This season marks 30 years since the Williams FW07 began winning races, and 40 years since Sir Frank first entered Piers Courage in a grand prix. Could 2009 prove to be another landmark in his team's history as they attempt to recapture their winning form?
The last victory came courtesy of Juan Pablo Montoya back in 2004, but since then the team that dominated the sport in the early 1990s have been relegated to midfield status. But the massive package of rules changes introduced for this season has forced everyone to start afresh, and given Williams - along with others who have struggled to close the gap to the top three teams - a chance to make a step forward.
That, at least, is the theory. By the time we get to Australia we may well find that little has changed, but there's no doubt that 2009 represents a one-off opportunity for teams that get it right to adjust the balance of power.
Williams technical director Sam Michael agrees that the challenge has been a very motivating one.
Nico Rosberg testing the new Williams in Portimao © XPB
"From a design point of view it's been fascinating," says Michael, "because it's been such a big change in the regulations, the biggest change since I've been in F1. It's quite exciting really, because it means everyone's trying different things.
"Especially now with the cars running you start to see different bits and pieces from other cars, and see how people have interpreted the regulations compared with you.
"And because there's so much change, it's really good to see different concepts. It's one of the fantastic things about F1. This period right now is one of the most exciting, and it's just really interesting from an engineer's point of view. It's why you're in F1, really, for that sort of challenge."
All teams faced a difficult decision in terms of how to allocate resources between their ongoing 2008 development programmes and preparing for the new rules. Williams made the difficult decision to virtually abandon work on improving the FW30 in order to focus on '09. It was a tough call, especially for the drivers, as other teams leaped ahead during the season.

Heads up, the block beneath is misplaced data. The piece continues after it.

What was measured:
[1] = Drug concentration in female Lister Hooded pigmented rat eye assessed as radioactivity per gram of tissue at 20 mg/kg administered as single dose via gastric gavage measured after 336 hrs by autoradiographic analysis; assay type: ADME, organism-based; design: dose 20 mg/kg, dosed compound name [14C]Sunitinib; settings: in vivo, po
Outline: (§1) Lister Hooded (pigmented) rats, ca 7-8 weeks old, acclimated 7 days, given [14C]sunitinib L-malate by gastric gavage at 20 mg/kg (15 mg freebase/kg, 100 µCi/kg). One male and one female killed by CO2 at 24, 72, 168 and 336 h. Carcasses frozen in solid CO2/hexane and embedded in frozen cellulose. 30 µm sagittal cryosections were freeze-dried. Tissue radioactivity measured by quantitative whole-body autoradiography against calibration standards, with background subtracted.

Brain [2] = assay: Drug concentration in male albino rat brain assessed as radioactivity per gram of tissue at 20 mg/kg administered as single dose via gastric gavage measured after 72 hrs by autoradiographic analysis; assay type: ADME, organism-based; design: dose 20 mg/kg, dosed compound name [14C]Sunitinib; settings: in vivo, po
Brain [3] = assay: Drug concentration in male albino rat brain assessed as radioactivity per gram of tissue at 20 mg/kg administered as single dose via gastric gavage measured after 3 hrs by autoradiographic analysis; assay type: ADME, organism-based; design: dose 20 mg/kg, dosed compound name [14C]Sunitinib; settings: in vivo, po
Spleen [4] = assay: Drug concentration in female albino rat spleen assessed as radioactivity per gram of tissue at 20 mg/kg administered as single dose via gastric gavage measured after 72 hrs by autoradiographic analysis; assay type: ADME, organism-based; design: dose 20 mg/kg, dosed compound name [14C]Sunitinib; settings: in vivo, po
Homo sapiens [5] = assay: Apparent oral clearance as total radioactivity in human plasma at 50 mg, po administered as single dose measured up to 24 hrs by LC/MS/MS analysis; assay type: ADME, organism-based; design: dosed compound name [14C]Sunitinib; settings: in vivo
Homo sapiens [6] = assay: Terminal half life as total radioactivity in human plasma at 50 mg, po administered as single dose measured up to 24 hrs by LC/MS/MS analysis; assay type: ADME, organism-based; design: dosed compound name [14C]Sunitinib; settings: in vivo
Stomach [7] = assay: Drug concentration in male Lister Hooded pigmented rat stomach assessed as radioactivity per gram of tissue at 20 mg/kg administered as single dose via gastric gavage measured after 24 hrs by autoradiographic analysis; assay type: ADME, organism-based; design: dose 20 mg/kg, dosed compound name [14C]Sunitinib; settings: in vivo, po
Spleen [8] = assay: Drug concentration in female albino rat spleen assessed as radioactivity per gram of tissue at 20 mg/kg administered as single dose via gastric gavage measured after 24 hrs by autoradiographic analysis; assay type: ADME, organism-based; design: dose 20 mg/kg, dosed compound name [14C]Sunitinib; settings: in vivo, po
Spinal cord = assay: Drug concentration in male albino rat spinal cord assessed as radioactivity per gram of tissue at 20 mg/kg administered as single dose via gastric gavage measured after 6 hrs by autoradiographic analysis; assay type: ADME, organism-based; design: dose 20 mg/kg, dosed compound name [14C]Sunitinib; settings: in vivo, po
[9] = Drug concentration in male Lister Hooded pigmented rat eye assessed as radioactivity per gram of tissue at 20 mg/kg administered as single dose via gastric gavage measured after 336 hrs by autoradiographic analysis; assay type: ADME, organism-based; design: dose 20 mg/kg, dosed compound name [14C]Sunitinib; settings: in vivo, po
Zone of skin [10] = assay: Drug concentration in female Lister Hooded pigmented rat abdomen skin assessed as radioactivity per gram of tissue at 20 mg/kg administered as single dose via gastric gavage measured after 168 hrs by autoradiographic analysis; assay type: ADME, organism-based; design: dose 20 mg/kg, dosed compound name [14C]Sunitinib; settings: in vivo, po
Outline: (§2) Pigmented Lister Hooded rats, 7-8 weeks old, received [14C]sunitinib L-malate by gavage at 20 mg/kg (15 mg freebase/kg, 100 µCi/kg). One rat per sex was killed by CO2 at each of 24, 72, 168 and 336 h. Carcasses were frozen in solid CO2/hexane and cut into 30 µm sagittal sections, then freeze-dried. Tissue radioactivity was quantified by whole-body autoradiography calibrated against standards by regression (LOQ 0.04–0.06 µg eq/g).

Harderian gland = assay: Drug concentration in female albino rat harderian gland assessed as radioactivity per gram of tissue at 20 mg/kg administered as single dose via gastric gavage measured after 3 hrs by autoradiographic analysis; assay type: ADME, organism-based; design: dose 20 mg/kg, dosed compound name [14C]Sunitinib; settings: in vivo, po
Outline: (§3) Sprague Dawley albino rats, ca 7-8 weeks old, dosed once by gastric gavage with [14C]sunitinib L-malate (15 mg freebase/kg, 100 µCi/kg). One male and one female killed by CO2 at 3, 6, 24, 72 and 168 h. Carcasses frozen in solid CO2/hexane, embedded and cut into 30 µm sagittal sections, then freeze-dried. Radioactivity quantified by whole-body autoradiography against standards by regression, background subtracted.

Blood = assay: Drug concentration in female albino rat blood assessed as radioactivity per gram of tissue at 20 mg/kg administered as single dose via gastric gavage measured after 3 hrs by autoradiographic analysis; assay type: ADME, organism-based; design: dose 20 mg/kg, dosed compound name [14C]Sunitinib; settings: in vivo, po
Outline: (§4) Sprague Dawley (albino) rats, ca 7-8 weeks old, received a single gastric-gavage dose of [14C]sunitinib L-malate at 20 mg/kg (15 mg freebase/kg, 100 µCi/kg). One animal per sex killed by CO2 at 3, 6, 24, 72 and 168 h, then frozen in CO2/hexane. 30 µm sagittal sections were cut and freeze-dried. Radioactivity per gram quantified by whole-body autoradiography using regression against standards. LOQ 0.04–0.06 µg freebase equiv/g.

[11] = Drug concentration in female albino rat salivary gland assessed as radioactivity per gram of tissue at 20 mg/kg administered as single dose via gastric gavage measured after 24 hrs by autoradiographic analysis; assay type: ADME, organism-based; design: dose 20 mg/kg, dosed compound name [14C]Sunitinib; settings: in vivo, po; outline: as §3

"The rules were out in October 2007, and we did our first wind tunnel runs in December. There might have been a couple of teams that started earlier than us at that point but, more importantly, throughout 2008 we put a lot of resource on it very early. We put most of the aerodynamic resource on it at an early part of the season, which affected our '08 progress significantly.
"But it was a decision at the board level of the company that that was the best way to try to bridge the gap to the front. We'll see whether it pays off or not."
It's no secret that in recent years the Williams aero department has not always got it right, so the rule changes at least gave a chance for the team to go back to basics and address the dramatic new requirements.
"The aero changes are something that the Overtaking Working Group did with some studies at FOMTEC. Whether they achieve the full objective of more overtaking, I don't know yet. It's going to require a combination of different things to achieve it.
"But it's just been very interesting developing the car around a very different set of rules. Initially when I saw the rules I thought it was quite restrictive. And it was, compared with what you had before. But all it really did was shift you to different regions. There are lots of 'boxes' where you can't put things, but within that set of rules, there are still lots of little challenges. If anything, it's much more challenging, because you don't have the same space to work in to try to achieve the same objectives."